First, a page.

I’ll tell you a secret. Shh, no one in the world knows this as I have kept it carefully under wraps with my suave demeanor and impeccable fashion sense: I am a nerd.
I know, you’re totally shocked! Well, at the last writer’s workshop event I completely blew my cover by becoming the infamous classroom stereotype:
This month’s writers’ workshop was with Mackenzie Cadenhead. Mackenzie is an accomplished author and former editor at Marvel. Oh yeah, that’s right thee MARVEL.
Mackenzie was kind enough to walk us through the how tos of creating a comic book and as her example she happened to use a comic that is very near and dear to my heart Runaways. Like comic books? You should check it out. Don’t like comic books? What is wrong with you?
Like many of our children’s media properties the comic book starts with a pitch. Every comic should be based around a clearly articulated, exaggerated metaphor. Like X-Men being about discrimination and discovering yourself. Runaways is all about old vs. young, rules vs. freedom. The series is about six young friends who find out that their parents are actually super villains. The teens run away and discover that they have superpowers, too (well some of them are more like stolen gadgets but you get the picture). The kids resolve to right the wrongs of their parents and be a force for good.
So how to make that awesome idea into a series? A standard comic pitch usually goes through 5 or 6 book arcs (that’s enough for 1 trade paperback graphic novel, as they call them). The end of every issue is of course a cliffhanger, leaving the readers wanting more.
After the pitch is the script (still in familiar territory here). It looks a bit like a screenplay with the panel descriptions and dialogue all typed out. Sometimes writers suggest layout, sometimes they don’t. Now here’s where it gets all “wha?” for those of us who don’t work in the comic arts. The job of Mackenzie, as editor, is really to be the go between between the writer and artist as none of them are likely to be in a room at the same time. After script comes layout which is really like a rough storyboard. After the layout is decided on the pencil drawings are done. These look more final but are still, well, in pencil (hence the name). Once the pencils are done the panels are inked. The inking really indicates the light source and is an amazing art form unto itself. After the inking comes coloring, another powerful tool. Color choices can reflect mood or the characters’ alignment, it can also show the passage of time and time of day. Then after the pictures are final, inked and colored, the letterers come in and fill in the text of the book. A good editor and a good artist know enough to leave room in the picture for the dialogue to fit and the writer also needs to be aware that there’s not room for a 20 line monologue in one panel. The editor has to juggle all these artists artistic sensibilities and make them gel into one cohesive unit. From what I can tell comic book writing is somewhere in between writing a teleplay and a silent movie script. You count on the pictures to fill in information so you don’t have to have text spell everything out for you. It sounds like a really interesting challenge. Kind of like saving the world on a daily basis, only on a smaller scale.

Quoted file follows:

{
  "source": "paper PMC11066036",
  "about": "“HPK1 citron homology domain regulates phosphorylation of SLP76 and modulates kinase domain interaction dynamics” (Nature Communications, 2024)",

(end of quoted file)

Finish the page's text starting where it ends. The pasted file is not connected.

Main Takeaway: My first thought was: comic books look like they’re hard to write. I want to do it! Read ‘em or don’t read ‘em but there’s no doubt that comics are an amazing art form. Every medium presents its own sets of challenges and triumphs.
Personal Takeaway: What a great medium for exploring wonderful universal truths with kids or anyone! As a kid I learned from Spider-Man that with great power comes great responsibility. I learned from Batman that you can do one of two things with the tragedies that happen in life – use them to become a better person or use them to go dark side. We all have the potential to be monsters or heroes. And I learned from the Incredible Hulk that you wouldn’t like me when I’m angry. Okay, maybe not that last one but rule of threes and all that…
Inappropriate Takeaway: I don’t know if it’s inappropriate or just an interesting factoid but comics are not returnable. Once they’re stocked in the store they’re there and there’s no ripping off the covers and returning them to the publisher. My local comic book store should’ve thought of that before purchasing 8 million copies of Peter Porker: The Amazing Spider Ham ‘cause I’m pretty sure I was the only one itching to buy that one on new comic book day. (It was my favorite comic book when I was a kid, by the way, next to Katy Keene.)